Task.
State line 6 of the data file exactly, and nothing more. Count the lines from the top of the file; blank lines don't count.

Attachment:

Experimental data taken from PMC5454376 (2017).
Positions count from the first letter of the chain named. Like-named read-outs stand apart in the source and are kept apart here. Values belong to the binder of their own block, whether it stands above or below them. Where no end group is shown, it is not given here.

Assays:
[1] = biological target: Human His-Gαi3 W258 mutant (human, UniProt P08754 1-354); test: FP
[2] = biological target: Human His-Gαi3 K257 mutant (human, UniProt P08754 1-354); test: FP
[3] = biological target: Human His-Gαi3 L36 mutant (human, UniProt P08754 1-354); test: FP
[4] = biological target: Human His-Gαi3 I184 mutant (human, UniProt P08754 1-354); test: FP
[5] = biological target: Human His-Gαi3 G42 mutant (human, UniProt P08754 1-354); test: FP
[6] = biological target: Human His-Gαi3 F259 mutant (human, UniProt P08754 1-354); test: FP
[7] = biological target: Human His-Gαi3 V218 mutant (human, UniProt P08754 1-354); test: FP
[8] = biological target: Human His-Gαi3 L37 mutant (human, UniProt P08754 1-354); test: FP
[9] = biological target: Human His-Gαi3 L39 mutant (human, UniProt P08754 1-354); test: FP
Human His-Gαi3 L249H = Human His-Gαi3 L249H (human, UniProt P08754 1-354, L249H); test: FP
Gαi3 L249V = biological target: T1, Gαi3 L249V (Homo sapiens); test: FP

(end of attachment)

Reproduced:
[3] = biological target: Human His-Gαi3 L36 mutant (human, UniProt P08754 1-354); test: FP